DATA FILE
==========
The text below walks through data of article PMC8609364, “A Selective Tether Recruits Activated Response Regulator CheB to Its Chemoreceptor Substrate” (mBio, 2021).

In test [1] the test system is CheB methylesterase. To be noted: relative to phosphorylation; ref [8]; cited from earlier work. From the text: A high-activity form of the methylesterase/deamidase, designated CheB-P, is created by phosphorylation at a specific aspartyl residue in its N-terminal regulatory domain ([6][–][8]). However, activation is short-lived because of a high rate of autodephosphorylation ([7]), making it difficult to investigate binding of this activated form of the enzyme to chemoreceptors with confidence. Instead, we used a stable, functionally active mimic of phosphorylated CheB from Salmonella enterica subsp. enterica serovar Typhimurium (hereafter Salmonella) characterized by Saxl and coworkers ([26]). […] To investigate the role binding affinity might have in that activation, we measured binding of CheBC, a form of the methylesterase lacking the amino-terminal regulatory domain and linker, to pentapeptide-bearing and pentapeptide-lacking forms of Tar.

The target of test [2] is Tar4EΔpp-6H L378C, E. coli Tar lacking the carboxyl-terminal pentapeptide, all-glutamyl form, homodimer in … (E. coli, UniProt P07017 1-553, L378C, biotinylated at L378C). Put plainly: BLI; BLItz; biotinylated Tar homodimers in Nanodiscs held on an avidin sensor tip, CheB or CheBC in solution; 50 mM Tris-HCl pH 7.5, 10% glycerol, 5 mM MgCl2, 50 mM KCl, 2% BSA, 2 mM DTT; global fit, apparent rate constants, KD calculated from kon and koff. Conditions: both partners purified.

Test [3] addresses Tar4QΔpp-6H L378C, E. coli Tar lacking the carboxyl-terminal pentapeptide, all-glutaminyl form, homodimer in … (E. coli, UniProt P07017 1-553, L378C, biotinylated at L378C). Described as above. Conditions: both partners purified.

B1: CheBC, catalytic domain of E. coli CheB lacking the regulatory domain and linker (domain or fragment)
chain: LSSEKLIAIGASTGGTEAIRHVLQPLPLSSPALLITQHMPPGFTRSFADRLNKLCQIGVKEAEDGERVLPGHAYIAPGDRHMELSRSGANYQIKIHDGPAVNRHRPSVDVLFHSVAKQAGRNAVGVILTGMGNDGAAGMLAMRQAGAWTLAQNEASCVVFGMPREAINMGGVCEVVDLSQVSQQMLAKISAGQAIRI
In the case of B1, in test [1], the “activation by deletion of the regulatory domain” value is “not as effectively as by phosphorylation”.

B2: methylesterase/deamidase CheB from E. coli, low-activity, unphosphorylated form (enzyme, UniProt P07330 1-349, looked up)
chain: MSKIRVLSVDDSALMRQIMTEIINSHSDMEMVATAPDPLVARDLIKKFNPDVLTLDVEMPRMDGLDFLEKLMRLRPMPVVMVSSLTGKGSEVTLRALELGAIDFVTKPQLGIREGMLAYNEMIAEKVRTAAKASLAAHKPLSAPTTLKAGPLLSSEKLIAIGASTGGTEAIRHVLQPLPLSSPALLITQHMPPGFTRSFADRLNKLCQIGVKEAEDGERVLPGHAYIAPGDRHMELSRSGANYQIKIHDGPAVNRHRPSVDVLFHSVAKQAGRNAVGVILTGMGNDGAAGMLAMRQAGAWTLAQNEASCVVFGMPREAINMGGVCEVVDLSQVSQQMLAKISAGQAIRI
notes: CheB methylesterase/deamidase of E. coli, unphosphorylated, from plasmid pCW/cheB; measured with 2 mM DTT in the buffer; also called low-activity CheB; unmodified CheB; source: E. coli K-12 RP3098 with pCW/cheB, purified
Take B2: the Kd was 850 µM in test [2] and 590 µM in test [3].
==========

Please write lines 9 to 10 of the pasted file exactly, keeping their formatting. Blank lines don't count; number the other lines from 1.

chain: MSKIRVLSVDDSALMRQIMTEIINSHSDMEMVATAPDPLVARDLIKKFNPDVLTLDVEMPRMDGLDFLEKLMRLRPMPVVMVSSLTGKGSEVTLRALELGAIDFVTKPQLGIREGMLAYNEMIAEKVRTAAKASLAAHKPLSAPTTLKAGPLLSSEKLIAIGASTGGTEAIRHVLQPLPLSSPALLITQHMPPGFTRSFADRLNKLCQIGVKEAEDGERVLPGHAYIAPGDRHMELSRSGANYQIKIHDGPAVNRHRPSVDVLFHSVAKQAGRNAVGVILTGMGNDGAAGMLAMRQAGAWTLAQNEASCVVFGMPREAINMGGVCEVVDLSQVSQQMLAKISAGQAIRI
notes: CheB methylesterase/deamidase of E. coli, unphosphorylated, from plasmid pCW/cheB; measured with 2 mM DTT in the buffer; also called low-activity CheB; unmodified CheB; source: E. coli K-12 RP3098 with pCW/cheB, purified